Price Of Oil In The Global Market Continues To Slip Amidst Concerns Of Looming Oversupply
The prices of oil in the global market continued to make a downward trend of 7 percent in the previous trading session as concerns of a rising supply in which consumption is also predicted to take a halt to make a grim economic outlook.
Meanwhile, the US crude inventory resumes increase at a rate that is now surpassing the earlier expectations of market watchers and experts, forcing crude futures to hit a bottom low despite reports saying that OPEC (Organization of the Petroleum Exporting Countries) and non-members of the cartel have plans to reduce production output.
According to Reuters UK, the US crude futures CLc1 went down by 0.6 percent, or 33 cents, at $44.92 a barrel. The contract, however, rose by 1 percent on Wednesday, following 12 consecutive sessions of decline and reaching its lowest point since November of last year.
Brent crude LCOc1 settled up by 65 cents or 1 percent at $66.12 per barrel, after a session-high of $67.63 and a few slumps in the past few weeks.
As indicated in a separate report from the news agency, the US West Texas Intermediate (WTI) crude futures were down by 29 cents, or .5 percent, settling at $55.96 per barrel.
The early parts of October have seen huge price slumps of oil prices, which, by estimate, is around a quarter of their value. Reuters said that this may be the result of the unabated increase of supply of crude stocks into the market while the demand for the commodity is expected to slow down, forcing the aforementioned futures to backpedal on the pricetags.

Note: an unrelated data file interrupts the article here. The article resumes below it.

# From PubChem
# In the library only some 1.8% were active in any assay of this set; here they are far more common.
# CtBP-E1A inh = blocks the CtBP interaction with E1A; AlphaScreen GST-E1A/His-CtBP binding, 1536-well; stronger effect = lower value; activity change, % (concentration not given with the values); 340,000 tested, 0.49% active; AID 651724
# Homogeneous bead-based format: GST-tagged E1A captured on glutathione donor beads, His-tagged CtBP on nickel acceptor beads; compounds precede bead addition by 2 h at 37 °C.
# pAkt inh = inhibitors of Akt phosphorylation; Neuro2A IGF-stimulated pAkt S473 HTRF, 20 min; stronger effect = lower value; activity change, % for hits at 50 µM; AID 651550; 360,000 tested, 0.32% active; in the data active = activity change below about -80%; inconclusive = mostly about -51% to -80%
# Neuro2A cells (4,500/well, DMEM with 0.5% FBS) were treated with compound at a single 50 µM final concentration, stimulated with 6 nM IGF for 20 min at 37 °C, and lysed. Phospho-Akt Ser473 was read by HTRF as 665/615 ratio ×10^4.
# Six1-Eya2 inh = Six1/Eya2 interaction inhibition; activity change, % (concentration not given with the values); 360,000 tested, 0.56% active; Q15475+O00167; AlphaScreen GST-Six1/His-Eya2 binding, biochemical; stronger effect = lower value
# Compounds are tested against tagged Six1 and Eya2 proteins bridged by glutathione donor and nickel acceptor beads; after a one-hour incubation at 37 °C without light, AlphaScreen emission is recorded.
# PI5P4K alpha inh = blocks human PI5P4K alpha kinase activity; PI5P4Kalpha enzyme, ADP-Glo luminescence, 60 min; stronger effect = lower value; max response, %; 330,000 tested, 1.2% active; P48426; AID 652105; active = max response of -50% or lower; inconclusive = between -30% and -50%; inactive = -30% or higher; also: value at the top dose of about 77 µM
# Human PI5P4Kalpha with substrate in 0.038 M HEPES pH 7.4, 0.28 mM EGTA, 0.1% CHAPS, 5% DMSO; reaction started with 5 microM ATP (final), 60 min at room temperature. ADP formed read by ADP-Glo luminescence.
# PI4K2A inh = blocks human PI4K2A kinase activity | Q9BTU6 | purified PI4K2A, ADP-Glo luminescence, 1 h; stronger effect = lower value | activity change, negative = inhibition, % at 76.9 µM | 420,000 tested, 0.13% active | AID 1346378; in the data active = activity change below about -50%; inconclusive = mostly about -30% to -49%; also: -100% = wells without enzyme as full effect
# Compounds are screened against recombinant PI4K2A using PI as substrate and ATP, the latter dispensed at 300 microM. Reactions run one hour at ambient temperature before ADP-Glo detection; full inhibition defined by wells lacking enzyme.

Citing the statement from an official of Mercatus Energy Advisors, the report said that oil refineries and consumers, particularly in Asia, are having initial concerns over the slowing demand for crude products.
Supply coming from North America's end kept on surging, with the latest rate peaking at 22 percent for this year alone, or 11.6 million barrels adding to stocks by the daily.
The energy advisor reiterated that producers are having a hard time maintaining the equilibrium as there are more barrels coming in than what they can sell at the moment.
This observation was backed by the American Petroleum Institute which also said on Wednesday that the oversupply resulted in an unprecedented increase of oil inventories.
Because of this, OPEC, and its non-member allies have expressed plans to undercut their output fearing that the prices will crash down under the weight of oversupply.